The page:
I go in cycles trying to keep up on the news. Typically, I do a pretty poor job of it -- gravitating only to stories that intrigue me. However, it is hard to miss that the economy is suffering. If the stretch of my paycheck didn't clue me in, the headlines would.
Last night at BN, I was cashiering. I caught the gist of one of the papers. Though the person who spent $350 on books belies the struggle, the problem is of global proportions. One article talked about how Americans' new interest in saving is impacting nations like China that depend so heavily on exporting of goods to this country.
Tonight, I caught a blip on CBS news about newspapers. Apparently, some major holders of papers are filing for bankruptcy. They had already been struggling because of the wealth of free information now available at our fingertips. The sale of ads have decreased and we just don't buy the paper anymore.
I haven't a clue where the phrase comes from, but I believe it is in regards to money. I wonder how long (or if we are already there) until buyers, lenders, or whomever looks at us and says about the American dollar "It's not worth the paper it's printed on."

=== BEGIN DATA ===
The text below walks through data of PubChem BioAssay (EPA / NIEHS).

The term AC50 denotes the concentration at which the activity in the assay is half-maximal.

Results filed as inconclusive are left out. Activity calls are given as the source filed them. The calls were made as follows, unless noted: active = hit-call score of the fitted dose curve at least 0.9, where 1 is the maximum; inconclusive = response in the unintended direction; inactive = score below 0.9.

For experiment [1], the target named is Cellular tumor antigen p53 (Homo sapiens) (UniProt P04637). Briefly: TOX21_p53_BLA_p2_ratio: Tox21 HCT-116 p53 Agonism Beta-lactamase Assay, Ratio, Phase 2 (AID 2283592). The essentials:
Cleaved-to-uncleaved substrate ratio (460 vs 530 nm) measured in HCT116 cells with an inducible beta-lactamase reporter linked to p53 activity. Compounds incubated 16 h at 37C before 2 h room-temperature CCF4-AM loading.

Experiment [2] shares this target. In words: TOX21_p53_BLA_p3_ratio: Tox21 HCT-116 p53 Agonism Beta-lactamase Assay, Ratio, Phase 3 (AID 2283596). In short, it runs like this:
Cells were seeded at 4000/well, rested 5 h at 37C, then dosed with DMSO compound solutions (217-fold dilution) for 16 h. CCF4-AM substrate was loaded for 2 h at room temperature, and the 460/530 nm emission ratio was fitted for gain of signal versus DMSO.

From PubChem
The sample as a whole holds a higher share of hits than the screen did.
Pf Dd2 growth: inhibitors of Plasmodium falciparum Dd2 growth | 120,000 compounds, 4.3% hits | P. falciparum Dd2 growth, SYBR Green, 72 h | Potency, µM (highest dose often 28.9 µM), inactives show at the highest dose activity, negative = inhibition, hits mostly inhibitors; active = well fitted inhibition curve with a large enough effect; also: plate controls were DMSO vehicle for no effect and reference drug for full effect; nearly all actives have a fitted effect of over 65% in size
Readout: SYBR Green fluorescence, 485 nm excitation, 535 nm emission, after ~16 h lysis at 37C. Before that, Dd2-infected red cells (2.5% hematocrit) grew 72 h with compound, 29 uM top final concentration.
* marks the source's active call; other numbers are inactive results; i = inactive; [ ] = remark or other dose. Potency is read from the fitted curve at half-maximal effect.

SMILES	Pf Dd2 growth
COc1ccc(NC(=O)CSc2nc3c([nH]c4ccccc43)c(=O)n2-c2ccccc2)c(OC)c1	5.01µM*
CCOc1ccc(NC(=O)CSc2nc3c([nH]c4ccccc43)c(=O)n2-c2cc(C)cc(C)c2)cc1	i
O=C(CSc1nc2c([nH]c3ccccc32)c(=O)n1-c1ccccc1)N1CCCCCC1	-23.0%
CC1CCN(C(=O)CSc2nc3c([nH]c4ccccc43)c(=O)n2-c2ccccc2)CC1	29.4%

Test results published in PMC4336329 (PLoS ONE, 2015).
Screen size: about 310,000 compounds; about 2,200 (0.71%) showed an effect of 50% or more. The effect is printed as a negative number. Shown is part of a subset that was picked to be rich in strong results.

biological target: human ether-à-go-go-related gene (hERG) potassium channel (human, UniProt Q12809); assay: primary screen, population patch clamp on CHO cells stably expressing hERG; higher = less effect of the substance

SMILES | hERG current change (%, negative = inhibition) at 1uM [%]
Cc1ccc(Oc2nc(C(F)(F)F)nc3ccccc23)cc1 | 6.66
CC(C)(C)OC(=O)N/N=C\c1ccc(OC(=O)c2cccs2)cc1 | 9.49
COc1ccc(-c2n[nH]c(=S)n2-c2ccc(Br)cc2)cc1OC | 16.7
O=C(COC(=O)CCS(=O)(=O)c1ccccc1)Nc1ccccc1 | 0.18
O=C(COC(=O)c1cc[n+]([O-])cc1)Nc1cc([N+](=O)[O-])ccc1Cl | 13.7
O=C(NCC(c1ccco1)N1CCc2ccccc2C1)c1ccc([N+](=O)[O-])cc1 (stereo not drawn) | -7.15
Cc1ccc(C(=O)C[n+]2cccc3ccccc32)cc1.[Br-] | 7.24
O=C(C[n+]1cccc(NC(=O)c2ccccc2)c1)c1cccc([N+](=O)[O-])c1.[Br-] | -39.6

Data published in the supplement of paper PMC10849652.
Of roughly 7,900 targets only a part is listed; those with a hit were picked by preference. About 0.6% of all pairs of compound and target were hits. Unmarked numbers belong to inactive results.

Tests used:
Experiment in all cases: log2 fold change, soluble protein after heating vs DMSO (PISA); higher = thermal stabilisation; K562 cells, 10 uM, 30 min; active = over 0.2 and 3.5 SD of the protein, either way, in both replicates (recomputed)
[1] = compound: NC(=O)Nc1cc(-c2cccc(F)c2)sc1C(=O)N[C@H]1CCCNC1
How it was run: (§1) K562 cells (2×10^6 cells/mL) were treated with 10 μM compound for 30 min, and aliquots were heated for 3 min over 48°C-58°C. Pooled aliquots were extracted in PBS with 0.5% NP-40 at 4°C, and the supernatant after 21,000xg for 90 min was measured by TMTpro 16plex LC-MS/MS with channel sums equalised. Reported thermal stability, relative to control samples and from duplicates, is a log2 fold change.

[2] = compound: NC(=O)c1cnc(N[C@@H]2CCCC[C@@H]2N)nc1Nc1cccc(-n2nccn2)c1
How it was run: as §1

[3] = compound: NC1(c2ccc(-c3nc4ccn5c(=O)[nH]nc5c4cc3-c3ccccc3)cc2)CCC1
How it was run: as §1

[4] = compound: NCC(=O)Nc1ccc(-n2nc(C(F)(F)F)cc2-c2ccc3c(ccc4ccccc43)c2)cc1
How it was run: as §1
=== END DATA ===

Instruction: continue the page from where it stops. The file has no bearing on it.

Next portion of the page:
Between shoppers last night (long waits on a Sunday night), I got to thinking about God's economy. I can imagine Satan looking at our sin ravaged and decaying world and shaking his head, turning to God, and making a very good case that we aren't "worth the paper we're printed on." And in some respects, he might be right. How many times did I sin today? How many cross words or hurtful thoughts?
But God wouldn't buy into it. In spite of the grim economy of my soul at times, I shouldn't buy into it either. God listened to the plea of the hymn writer Robert Robinson when in Come Thou Fount of Every Blessing he wrote:
Daily I'm constrained to be
Let thy goodness, like a fetter,
Bind my wandering heart to thee
Prone to wander, Lord I feel it
Prone to leave the God I love
Here's my heart, O take and seal it
Seal it for thy courts above
Tonight I shall strive not to give over to my worries and frets, because Jesus is in charge of the economy of my soul. It's backed by His grace and love.